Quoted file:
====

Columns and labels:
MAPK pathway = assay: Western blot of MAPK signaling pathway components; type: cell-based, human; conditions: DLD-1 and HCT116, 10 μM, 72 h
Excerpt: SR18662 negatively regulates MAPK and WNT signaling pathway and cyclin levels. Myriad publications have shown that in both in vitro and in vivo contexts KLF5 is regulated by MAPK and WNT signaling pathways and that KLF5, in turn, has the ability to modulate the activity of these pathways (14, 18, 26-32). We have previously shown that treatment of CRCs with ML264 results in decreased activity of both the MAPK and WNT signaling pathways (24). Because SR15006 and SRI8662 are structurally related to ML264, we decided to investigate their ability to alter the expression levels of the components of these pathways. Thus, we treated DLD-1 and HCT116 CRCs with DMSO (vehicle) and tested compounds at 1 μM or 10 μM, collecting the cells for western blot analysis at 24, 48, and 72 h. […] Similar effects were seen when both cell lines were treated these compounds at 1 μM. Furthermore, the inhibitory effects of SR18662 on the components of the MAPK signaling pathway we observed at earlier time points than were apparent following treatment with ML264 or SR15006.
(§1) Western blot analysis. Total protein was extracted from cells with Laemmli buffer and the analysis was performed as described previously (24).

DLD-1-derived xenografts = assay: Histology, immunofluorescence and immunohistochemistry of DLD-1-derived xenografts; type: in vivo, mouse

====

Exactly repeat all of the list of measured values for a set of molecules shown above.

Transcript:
Columns and labels:
MAPK pathway = assay: Western blot of MAPK signaling pathway components; type: cell-based, human; conditions: DLD-1 and HCT116, 10 μM, 72 h
Excerpt: SR18662 negatively regulates MAPK and WNT signaling pathway and cyclin levels. Myriad publications have shown that in both in vitro and in vivo contexts KLF5 is regulated by MAPK and WNT signaling pathways and that KLF5, in turn, has the ability to modulate the activity of these pathways (14, 18, 26-32). We have previously shown that treatment of CRCs with ML264 results in decreased activity of both the MAPK and WNT signaling pathways (24). Because SR15006 and SRI8662 are structurally related to ML264, we decided to investigate their ability to alter the expression levels of the components of these pathways. Thus, we treated DLD-1 and HCT116 CRCs with DMSO (vehicle) and tested compounds at 1 μM or 10 μM, collecting the cells for western blot analysis at 24, 48, and 72 h. […] Similar effects were seen when both cell lines were treated these compounds at 1 μM. Furthermore, the inhibitory effects of SR18662 on the components of the MAPK signaling pathway we observed at earlier time points than were apparent following treatment with ML264 or SR15006.
(§1) Western blot analysis. Total protein was extracted from cells with Laemmli buffer and the analysis was performed as described previously (24).

DLD-1-derived xenografts = assay: Histology, immunofluorescence and immunohistochemistry of DLD-1-derived xenografts; type: in vivo, mouse